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Maria Ressa and Reynaldo Santos Jr’s conviction by the Manila Regional Trial Court Branch 46 presided by Judge Rainelda H. Estacio-Montesa dismayed many. Criticisms were irreverent, some snarky, others calm, coming from members of many sectors: journalist-organizations, academicians, legislators, and students.
Retired Supreme Court Chief Justice Artemio Panganiban and Senior Associate Justice Antonio Carpio likewise chimed in. CNN’s Amanpour and Hillary Clinton twitted their concerns.
Observations, whether based on evidence, law, or mere perceptions were posted on social media. There were all sorts of reasons, ranging from the misapplication of prescription rules and cyberlibel to the threat against freedom of expression and the press.
Caustic reactions were aplenty considering that the case has also been perceived as a highly political and persecutory one, given President Duterte’s vocal and public animosity toward Rappler.
But the judges resented the uproar. Unprecedentedly, through their association, they issued a statement saying that “personal attacks, criticisms laden with political threats, those that misrepresent and distort the nature and context of judicial decisions, those that are misleading or without factual or legal basis, and those that blame the judges for the ills of society, damage the integrity of the judiciary and threaten the doctrine of judicial independence. xxx” (READ: Judges’ group cries foul over bashing of judiciary after Ressa conviction)
But, instead of stemming disapproval, the statement’s castigatory and lecturing – some say pompous – tone may have fueled the fire. Are judges very special public servants beyond public scrutiny?
The official statement failed to stress a fundamental point: public office is a public trust. Magistrates are also accountable to the citizenry. They cannot just blame people for making negative outbursts regarding their decisions. The very nature of their work is polarizing. Judgments inevitably produce clashing emotions: a winner’s joy and a loser’s disgust, which may even be justified. Such is simply human nature. It is unbecoming of judges not to transcend these various emotions, especially when human imperfection can make them commit mistakes resulting in the most irreparable, physical, financial, psychological, and/or devastating damage to individuals and their families. Their job demands no room for error.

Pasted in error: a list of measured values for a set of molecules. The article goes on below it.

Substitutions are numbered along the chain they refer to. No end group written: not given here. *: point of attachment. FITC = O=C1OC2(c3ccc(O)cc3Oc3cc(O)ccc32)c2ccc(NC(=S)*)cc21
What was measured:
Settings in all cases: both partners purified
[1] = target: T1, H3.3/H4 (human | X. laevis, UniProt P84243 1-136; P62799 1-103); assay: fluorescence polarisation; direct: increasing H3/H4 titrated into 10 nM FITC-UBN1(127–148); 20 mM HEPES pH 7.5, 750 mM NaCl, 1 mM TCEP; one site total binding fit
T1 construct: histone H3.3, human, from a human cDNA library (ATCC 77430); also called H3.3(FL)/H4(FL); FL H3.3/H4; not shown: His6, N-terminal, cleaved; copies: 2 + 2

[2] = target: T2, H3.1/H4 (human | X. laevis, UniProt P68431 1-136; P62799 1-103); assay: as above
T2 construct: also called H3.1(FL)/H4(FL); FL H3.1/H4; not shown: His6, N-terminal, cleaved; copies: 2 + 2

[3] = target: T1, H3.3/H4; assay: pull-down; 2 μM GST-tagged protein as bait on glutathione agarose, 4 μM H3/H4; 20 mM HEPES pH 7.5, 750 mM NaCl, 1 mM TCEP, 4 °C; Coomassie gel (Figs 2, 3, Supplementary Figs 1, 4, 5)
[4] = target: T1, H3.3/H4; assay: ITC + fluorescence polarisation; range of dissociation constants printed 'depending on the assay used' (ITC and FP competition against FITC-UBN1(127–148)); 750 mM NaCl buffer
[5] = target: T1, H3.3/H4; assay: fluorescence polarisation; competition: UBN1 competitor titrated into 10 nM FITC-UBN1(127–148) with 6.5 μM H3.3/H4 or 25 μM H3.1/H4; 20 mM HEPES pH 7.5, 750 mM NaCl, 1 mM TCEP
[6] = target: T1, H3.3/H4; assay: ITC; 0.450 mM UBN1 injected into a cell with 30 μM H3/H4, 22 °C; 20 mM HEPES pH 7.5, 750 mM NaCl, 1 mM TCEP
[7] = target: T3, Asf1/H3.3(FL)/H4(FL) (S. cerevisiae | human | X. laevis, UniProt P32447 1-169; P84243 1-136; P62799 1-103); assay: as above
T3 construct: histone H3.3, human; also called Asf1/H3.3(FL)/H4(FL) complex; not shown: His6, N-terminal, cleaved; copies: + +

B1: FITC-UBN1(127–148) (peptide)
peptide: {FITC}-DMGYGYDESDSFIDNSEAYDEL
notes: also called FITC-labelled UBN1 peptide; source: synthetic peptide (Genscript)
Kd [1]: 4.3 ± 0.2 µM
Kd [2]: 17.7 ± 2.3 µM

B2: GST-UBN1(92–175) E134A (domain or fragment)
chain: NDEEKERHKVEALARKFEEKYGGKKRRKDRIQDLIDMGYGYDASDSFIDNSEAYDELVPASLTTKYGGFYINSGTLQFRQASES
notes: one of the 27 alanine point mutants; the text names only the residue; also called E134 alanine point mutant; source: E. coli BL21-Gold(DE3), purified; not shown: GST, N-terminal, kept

An untouchable judiciary beyond critical scrutiny belongs to a bygone era. Former US Supreme Court Associate Justice, Mr Justice Brewer, said:
“It is a mistake to suppose that the Supreme Court is either honored or helped by being spoken of as beyond criticism. On the contrary, the life and character of its justices should be the objects of constant watchfulness by all, and its judgments subject to the freest criticism. The time is past in the history of the world when any living man or body of men can be set on a pedestal and decorated with a halo. True, many criticisms may be, like their authors, devoid of good taste, but better all sorts of criticism than no criticism at all. The moving waters are full of life and health; only in the still waters is stagnation and death.” (Government by Injunction, 15 Nat’l Corp. Rep. 848,849)
Thus, inquiries regarding possible reasons influencing the outcome of decisions, whether pursued or merely posted, are justified. In fact, it is necessary. For instance, can a judge’s decision be a payment for a previous favor given by some officials? Justice Leonen’s speech at the oath-taking for new lawyers laments: “They mistake the public interest with debt of gratitude to the elite and the powerful that continue to provide their wealth and create their careers. Expediency overwhelms conscience.” Are there conflicts of interest? In describing government officials, the Supreme Court said that “the private life of an employee cannot be segregated from his public life. Dishonesty inevitably reflects on the fitness of the officer or employee to continue in office and the discipline and morale of the service.” (Nera vs Garcia G.R. No. L-13160 106 Phil 1031)